Substances contained in peppermint tea, such as carnosic acid or rosmarinic acid, are linked to beneficial effects on learning and memory. This is detailed in a study shared in Physiology & Behavior, which also found that these antioxidants protect the brain against oxidative stress.
It’s common to find oral care products containing peppermint. The reason? Not only does it freshen breath, but it has antibacterial properties that promote healthy teeth and gums. However, the tea is often used as a rinse to complement oral cleaning habits.
On the other hand, it’s used to disinfect food, as evidence indicates that it helps fight bacteria that cause food poisoning, such as E. coli and Listeria.
Controlling glucose levels
Peppermint tea is a drink that’s suitable for people with diabetes. Although more studies are needed on its properties, for now the evidence suggests that it helps control high blood sugar levels.
Drinking peppermint tea may induce relaxation during stressful times. In animal research, peppermint extracts exhibited positive effects in reducing anxiety and sleep problems.
Its menthol content is believed to interact with GABA receptors in the brain, reducing nervous activity.
The analgesic properties of peppermint tea are used as an adjuvant to reduce pain caused by arthritis. In this regard, a study published in the Journal of Medicinal Food reported that drinking peppermint twice a day reduced stiffness, physical disability, and pain in patients with knee arthritis.
The (-)-carvone present in peppermint has been linked to lowering high blood pressure. It’s even said to have more ability to reduce blood vessel contractions than the drug verapamil. For now, more evidence is needed.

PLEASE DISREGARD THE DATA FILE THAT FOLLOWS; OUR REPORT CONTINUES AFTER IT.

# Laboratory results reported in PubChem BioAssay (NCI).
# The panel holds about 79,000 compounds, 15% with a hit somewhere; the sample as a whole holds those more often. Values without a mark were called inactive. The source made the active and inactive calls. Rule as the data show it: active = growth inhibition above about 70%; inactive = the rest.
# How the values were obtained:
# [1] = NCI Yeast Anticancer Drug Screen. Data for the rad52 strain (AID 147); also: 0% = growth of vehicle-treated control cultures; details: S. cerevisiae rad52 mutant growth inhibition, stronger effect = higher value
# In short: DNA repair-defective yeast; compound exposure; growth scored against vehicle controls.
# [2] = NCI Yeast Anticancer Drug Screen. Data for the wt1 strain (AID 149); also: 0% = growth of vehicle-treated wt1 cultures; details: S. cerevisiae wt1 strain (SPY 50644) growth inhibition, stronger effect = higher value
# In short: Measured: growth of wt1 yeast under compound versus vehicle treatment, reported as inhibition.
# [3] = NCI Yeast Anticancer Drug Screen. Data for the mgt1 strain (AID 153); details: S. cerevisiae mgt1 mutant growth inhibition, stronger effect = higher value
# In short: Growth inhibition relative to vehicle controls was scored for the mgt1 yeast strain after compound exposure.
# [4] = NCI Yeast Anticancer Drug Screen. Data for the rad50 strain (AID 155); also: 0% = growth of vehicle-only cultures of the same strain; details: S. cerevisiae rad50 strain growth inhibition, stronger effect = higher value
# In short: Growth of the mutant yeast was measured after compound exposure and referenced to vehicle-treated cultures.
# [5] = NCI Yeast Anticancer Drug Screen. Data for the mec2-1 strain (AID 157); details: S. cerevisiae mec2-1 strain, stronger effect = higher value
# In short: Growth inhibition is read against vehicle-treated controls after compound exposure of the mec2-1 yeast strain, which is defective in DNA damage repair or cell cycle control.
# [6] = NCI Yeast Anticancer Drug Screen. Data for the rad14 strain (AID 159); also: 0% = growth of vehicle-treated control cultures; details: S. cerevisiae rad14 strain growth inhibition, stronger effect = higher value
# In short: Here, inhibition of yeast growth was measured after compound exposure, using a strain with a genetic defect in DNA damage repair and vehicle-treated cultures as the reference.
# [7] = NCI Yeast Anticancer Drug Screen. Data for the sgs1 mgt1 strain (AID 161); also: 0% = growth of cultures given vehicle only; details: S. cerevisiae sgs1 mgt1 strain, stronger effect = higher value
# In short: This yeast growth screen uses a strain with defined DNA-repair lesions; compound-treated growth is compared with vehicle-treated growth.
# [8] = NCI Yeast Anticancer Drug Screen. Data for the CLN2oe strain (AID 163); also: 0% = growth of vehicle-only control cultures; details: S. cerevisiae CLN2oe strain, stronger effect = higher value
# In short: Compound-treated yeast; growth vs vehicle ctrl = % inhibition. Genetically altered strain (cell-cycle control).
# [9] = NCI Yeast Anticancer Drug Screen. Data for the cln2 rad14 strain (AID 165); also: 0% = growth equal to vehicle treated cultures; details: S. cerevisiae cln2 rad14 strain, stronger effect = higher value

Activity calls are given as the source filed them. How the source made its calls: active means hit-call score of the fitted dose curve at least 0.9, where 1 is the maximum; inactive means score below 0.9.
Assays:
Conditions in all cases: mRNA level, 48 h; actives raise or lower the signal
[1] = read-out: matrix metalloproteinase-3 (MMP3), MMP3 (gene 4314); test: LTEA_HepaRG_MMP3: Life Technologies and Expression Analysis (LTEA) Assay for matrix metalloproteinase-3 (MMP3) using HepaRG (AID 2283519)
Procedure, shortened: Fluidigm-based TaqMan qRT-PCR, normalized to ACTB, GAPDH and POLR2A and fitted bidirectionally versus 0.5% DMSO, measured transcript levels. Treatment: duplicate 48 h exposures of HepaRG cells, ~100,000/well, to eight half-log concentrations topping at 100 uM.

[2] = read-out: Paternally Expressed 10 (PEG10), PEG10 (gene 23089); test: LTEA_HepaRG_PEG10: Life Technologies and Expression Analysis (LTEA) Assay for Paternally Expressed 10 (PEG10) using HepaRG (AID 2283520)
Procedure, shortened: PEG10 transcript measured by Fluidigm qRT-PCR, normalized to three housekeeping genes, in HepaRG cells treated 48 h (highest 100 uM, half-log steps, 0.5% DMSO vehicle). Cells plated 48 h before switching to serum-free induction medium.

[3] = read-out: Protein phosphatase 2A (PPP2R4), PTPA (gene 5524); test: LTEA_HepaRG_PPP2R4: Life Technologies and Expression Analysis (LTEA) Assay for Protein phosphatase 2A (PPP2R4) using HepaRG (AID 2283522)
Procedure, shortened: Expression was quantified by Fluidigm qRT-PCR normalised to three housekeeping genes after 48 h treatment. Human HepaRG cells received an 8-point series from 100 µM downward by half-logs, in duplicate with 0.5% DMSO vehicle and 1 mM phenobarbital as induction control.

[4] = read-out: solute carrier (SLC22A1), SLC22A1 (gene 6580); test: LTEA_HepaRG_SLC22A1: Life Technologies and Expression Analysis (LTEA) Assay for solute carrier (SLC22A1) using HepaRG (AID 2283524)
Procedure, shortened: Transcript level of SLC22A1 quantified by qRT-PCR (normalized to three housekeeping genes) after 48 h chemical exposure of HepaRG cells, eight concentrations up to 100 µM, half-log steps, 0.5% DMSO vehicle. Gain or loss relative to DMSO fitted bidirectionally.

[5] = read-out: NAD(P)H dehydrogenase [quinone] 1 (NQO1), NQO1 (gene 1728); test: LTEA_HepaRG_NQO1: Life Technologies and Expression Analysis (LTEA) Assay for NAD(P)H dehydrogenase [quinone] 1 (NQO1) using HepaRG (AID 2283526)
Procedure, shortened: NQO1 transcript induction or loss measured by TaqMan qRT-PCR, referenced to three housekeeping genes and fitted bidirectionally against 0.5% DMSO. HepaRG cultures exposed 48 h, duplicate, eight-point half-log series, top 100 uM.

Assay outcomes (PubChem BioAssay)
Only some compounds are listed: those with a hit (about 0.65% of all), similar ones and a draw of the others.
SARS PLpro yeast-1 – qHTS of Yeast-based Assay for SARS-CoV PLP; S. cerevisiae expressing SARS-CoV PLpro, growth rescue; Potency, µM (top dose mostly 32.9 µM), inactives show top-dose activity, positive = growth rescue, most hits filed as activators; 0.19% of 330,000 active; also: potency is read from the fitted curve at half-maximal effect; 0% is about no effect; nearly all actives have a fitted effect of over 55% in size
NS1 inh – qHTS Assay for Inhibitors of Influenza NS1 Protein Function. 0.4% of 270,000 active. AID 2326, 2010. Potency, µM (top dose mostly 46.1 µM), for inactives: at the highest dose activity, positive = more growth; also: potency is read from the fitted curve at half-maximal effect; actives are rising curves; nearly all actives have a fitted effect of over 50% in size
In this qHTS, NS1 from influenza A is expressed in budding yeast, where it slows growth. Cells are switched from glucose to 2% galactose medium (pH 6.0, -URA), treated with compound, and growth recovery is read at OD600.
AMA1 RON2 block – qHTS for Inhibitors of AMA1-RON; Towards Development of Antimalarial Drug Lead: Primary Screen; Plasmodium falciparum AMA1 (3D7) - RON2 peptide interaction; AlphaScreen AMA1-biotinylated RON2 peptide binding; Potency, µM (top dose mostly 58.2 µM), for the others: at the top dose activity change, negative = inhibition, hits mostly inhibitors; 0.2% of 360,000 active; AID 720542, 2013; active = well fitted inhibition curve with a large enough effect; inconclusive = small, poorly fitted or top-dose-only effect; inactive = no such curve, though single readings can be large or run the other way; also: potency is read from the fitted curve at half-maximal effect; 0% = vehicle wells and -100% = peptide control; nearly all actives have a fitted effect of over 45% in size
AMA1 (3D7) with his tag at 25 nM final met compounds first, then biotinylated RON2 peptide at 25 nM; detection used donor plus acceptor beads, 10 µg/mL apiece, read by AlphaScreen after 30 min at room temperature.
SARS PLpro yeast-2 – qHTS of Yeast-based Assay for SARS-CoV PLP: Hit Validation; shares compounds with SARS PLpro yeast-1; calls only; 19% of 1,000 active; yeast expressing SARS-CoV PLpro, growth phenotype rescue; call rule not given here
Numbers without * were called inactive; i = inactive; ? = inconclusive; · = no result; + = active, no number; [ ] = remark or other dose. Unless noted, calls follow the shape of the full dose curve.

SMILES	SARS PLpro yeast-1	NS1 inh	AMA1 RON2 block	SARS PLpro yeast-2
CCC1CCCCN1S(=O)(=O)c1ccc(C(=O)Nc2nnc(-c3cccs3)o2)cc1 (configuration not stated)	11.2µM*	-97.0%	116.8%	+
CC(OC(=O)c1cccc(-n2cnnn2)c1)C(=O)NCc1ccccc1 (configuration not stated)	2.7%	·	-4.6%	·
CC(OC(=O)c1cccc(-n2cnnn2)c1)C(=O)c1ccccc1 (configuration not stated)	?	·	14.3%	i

Contraindications and possible side effects of peppermint tea
Peppermint tea is generally well tolerated by most healthy adults. However, its consumption should be moderate and punctual.
However, there are some cases in which its intake is contraindicated:
- Pregnancy and lactation
- Renal diseases
- Hepatic pathologies
- Children under 5 years old
- Patients with a history of allergy to mint
- People undergoing treatment with liver medications or sedative drugs
How to prepare peppermint tea?
The preparation of this tea is quite simple. It can be made with prepared bags, or with the loose leaves.
In general, it’s fine to consume 2 or 3 cups a day.
- 500 milliliters of water
- 30 grams (1.2 oz) of peppermint leaves
- To begin, bring the water to a boil. Once it comes to a boil, remove from the heat and add the peppermint leaves.
- Cover the drink and let it steep for about 10 minutes.
- Then strain it through a strainer and consume it.
Discover more here: A Milk and Mint Remedy to Fight Intestinal Parasites
What should you remember about peppermint tea?
Tea prepared with peppermint leaves can be used to supplement food. It’s a low-calorie drink that promotes digestion and relief of certain ailments.
However, it shouldn’t be a first choice when treating illnesses. In case of any health problems, you should first consult with your doctor.It might interest you...